An item in yesterday’s New York Times reported a somewhat dispiriting result on the anti-aging front. (This is a subject that seems to attract my attention more and more as time goes by, for some reason, and particularly so this week, when I feel as though I am aging about 48 hours each day, with about 90% of it happening at seven a.m. when the alarm goes off). Apparently a troika of researchers at the University of North Carolina, the University of Michigan (go blue!), and Harvard have found that a gene called p16-Ink4a, in acting to prevent cancer, might be contributing to our senescence.
Here’s the idea. The regeneration of tissues is achieved by way of adult stem cells, but it doesn’t take so much for the division of these cells to start to go wrong, leading to the uncontrolled cell growth we call cancer. The longer you go, the more chance there is that such an error will occur, so as we get older the body begins to suppress the production of the protein – Ink4 – that keeps the stem cells in the youthful dividing phase. So it seems there is an unpleasant tradeoff here: either keep those cells dividing, with a rising risk of cancer, or gradually put on the brakes, and drive the body into decrepitude.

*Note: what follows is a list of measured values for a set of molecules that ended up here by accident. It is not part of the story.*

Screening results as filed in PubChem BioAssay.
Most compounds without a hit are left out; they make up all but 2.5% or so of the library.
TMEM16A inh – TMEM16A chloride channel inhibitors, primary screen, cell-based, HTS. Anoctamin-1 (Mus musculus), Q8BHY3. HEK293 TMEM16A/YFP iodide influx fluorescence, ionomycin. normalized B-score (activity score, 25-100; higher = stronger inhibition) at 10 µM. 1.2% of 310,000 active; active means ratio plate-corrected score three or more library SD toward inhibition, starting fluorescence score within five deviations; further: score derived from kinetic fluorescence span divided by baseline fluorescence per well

I am still confident that medical ingenuity will triumph, perhaps in my own lifetime, over senescence (not that such a victory would be without its own troublesome consequences), but this seems to be a bit of a setback. Read the Times story here, or read this article in Science.